Kikou or Qigong (気功 or 氣功)

It is of the utmost importance to breathe gently and to be relaxed in body and mind. A common mistake among beginners is to imagine that the more forcefully one breathes, the more powerful one becomes. That is not true. In Kikou training, what is breathed in is not just air, but cosmic energy, and forceful breathing often constricts the flow of cosmic energy. Again, it is important to emphasise being in a relaxed state of mind. Keep your mind free of distracting thoughts while doing the exercise.

Please note that all these points are fundamental to Kikou practice. If you are a total beginner, these steps might be difficult to follow. If this is so, don’t worry. Remember the Reiki precept – Just for today. Therefore, in the time being, just try to perform the exercise as naturally as you are able.

Physical Position

Place yourself where the air is fresh and plentiful. If indoors; preferably by an open window or door and if outdoors; by grass, trees or flowers, where there is Ki of growth. Feng Shui dictates that one’s back should be towards the mountains and front side towards water, if these are present geographically.

Stand relaxed, balanced on the centre of the feet. Make sure your feet are pointing forward, slightly apart with your spine erect. Focus on each muscle group in the body — starting with the top of the head and ending at the tips of the toes, and consciously release the tension in each muscle group, until the only function of the muscles are to keep you vertical.

Emotional Position

Make an internal agreement to let go of those things, which are adversely effecting your emotions for the limited time of your Kikou practice session. Place them aside for 15 to 20 minutes, or however long the Kikou session will take. Open your heart up to life.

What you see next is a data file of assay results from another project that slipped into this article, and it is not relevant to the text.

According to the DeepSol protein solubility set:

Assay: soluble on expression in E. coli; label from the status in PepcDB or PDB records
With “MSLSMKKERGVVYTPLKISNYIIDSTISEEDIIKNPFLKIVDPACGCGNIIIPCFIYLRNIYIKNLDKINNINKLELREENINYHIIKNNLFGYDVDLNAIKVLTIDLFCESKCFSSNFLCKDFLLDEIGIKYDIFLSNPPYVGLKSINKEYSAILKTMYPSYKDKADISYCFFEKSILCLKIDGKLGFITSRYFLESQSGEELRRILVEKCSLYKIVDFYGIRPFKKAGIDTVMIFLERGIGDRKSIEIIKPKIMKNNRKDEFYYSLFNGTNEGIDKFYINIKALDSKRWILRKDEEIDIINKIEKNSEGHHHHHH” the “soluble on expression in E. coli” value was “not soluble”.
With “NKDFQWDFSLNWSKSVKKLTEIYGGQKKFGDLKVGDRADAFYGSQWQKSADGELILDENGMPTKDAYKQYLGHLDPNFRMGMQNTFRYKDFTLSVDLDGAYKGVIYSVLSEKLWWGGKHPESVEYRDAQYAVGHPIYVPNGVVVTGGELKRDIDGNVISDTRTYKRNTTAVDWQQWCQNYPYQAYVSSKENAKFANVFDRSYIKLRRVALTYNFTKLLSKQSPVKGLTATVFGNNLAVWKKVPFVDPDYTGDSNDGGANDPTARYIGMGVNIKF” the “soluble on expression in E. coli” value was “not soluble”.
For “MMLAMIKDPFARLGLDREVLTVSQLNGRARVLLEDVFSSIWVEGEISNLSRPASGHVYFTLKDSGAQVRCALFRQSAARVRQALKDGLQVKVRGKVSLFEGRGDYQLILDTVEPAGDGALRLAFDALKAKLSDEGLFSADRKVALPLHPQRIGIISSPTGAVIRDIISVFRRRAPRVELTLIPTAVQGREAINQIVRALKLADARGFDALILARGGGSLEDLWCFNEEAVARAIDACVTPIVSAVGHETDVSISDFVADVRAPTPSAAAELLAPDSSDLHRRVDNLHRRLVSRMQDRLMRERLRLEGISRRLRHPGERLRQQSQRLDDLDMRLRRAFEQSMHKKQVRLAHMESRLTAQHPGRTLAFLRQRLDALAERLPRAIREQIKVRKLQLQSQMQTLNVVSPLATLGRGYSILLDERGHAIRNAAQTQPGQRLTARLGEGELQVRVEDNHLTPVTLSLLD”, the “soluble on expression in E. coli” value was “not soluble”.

Mental Position

Develop a ‘one pointed mind’ — a mind which will envelope anything that is focused upon. This is part of the process of developing a ‘Kikou state of mind’, which honours the requirements of Yin/Yang, Intuitive/Logical, Instinctive/Rational.

Important points to remember about breathing:

  • Don’t underestimate the importance of breathing during your Kikou exercises. Proper breathing techniques are at the very core of practicing Kikou.
  • Focus on your breathing. Don’t carry any tension in your jaw. Your jaw should be always relaxed. The most common mistake people make during most Kikou exercises is not breathing consistently and fully – and forgetting to relax simultaneously.
  • Breathe in through your nose. Your breath should be long, slow and deep.
  • Sit or stand up straight and relaxed, so that you can expand your chest.
  • Practice abdominal breathing, that is; breathing into the abdominal area, or lower hara. This concept has been in use for centuries in Kikou. It’s now seen in modern exercise practices, from Pilates to spinning to yoga.
  • Use your abdominal muscles to pull in more air. Feel your abs pull at the bottom of your lungs to fill in the lower lungs with air. This is what personal trainers call ‘filling your belly with air.’
  • Contract your abs to completely deflate the lungs, pushing out all the air. Pull up and in with the abs to accomplish this.
  • Try reinforcing your breaths by taking in a very deep breath and holding it in for a second before breathing in again to fill the lower lungs; then exhale completely. Remember to contract the abdominal muscles on the in breath.

Tips & Warnings:

If you experience any shortness of breath or pain during the practice of your Kikou exercises, stop immediately. You might need to seek professional medical attention.